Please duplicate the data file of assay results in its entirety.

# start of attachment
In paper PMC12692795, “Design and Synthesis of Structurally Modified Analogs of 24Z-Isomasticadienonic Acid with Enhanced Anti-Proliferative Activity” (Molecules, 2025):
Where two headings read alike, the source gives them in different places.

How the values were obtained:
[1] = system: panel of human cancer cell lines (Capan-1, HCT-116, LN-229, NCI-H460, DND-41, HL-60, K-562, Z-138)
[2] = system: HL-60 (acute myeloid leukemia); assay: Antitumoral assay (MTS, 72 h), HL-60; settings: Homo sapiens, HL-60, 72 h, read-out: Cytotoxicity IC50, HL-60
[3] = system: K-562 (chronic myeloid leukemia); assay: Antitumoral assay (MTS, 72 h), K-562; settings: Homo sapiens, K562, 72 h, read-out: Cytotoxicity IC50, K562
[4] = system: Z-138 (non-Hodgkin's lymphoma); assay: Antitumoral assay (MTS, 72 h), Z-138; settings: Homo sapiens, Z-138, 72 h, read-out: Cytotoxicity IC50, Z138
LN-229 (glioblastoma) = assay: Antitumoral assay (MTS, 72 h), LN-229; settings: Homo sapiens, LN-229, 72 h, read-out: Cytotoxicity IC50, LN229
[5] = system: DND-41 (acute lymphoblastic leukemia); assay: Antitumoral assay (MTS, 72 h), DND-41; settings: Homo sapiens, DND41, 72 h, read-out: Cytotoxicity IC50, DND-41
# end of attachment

In paper PMC12692795, “Design and Synthesis of Structurally Modified Analogs of 24Z-Isomasticadienonic Acid with Enhanced Anti-Proliferative Activity” (Molecules, 2025):
Where two headings read alike, the source gives them in different places.

How the values were obtained:
[1] = system: panel of human cancer cell lines (Capan-1, HCT-116, LN-229, NCI-H460, DND-41, HL-60, K-562, Z-138)
[2] = system: HL-60 (acute myeloid leukemia); assay: Antitumoral assay (MTS, 72 h), HL-60; settings: Homo sapiens, HL-60, 72 h, read-out: Cytotoxicity IC50, HL-60
[3] = system: K-562 (chronic myeloid leukemia); assay: Antitumoral assay (MTS, 72 h), K-562; settings: Homo sapiens, K562, 72 h, read-out: Cytotoxicity IC50, K562
[4] = system: Z-138 (non-Hodgkin's lymphoma); assay: Antitumoral assay (MTS, 72 h), Z-138; settings: Homo sapiens, Z-138, 72 h, read-out: Cytotoxicity IC50, Z138
LN-229 (glioblastoma) = assay: Antitumoral assay (MTS, 72 h), LN-229; settings: Homo sapiens, LN-229, 72 h, read-out: Cytotoxicity IC50, LN229
[5] = system: DND-41 (acute lymphoblastic leukemia); assay: Antitumoral assay (MTS, 72 h), DND-41; settings: Homo sapiens, DND41, 72 h, read-out: Cytotoxicity IC50, DND-41